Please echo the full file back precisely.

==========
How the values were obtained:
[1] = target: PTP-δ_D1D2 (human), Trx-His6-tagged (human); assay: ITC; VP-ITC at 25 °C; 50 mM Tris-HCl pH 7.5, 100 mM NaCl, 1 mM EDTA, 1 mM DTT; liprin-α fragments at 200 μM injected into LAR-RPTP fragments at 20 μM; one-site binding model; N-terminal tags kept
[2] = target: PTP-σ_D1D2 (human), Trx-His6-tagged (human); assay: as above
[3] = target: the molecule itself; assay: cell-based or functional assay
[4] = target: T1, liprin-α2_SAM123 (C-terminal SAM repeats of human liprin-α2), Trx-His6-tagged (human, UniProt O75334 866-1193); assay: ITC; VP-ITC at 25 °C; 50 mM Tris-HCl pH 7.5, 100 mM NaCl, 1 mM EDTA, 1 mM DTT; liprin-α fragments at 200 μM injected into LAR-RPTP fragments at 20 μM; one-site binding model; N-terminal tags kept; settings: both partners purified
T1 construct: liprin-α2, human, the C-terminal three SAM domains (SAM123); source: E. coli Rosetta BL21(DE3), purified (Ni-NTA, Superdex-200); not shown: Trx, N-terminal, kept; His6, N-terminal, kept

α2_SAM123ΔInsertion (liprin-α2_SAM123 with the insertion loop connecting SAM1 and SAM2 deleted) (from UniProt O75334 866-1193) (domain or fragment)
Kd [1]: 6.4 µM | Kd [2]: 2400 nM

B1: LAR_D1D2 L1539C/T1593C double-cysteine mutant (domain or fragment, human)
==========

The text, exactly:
How the values were obtained:
[1] = target: PTP-δ_D1D2 (human), Trx-His6-tagged (human); assay: ITC; VP-ITC at 25 °C; 50 mM Tris-HCl pH 7.5, 100 mM NaCl, 1 mM EDTA, 1 mM DTT; liprin-α fragments at 200 μM injected into LAR-RPTP fragments at 20 μM; one-site binding model; N-terminal tags kept
[2] = target: PTP-σ_D1D2 (human), Trx-His6-tagged (human); assay: as above
[3] = target: the molecule itself; assay: cell-based or functional assay
[4] = target: T1, liprin-α2_SAM123 (C-terminal SAM repeats of human liprin-α2), Trx-His6-tagged (human, UniProt O75334 866-1193); assay: ITC; VP-ITC at 25 °C; 50 mM Tris-HCl pH 7.5, 100 mM NaCl, 1 mM EDTA, 1 mM DTT; liprin-α fragments at 200 μM injected into LAR-RPTP fragments at 20 μM; one-site binding model; N-terminal tags kept; settings: both partners purified
T1 construct: liprin-α2, human, the C-terminal three SAM domains (SAM123); source: E. coli Rosetta BL21(DE3), purified (Ni-NTA, Superdex-200); not shown: Trx, N-terminal, kept; His6, N-terminal, kept

α2_SAM123ΔInsertion (liprin-α2_SAM123 with the insertion loop connecting SAM1 and SAM2 deleted) (from UniProt O75334 866-1193) (domain or fragment)
Kd [1]: 6.4 µM | Kd [2]: 2400 nM

B1: LAR_D1D2 L1539C/T1593C double-cysteine mutant (domain or fragment, human)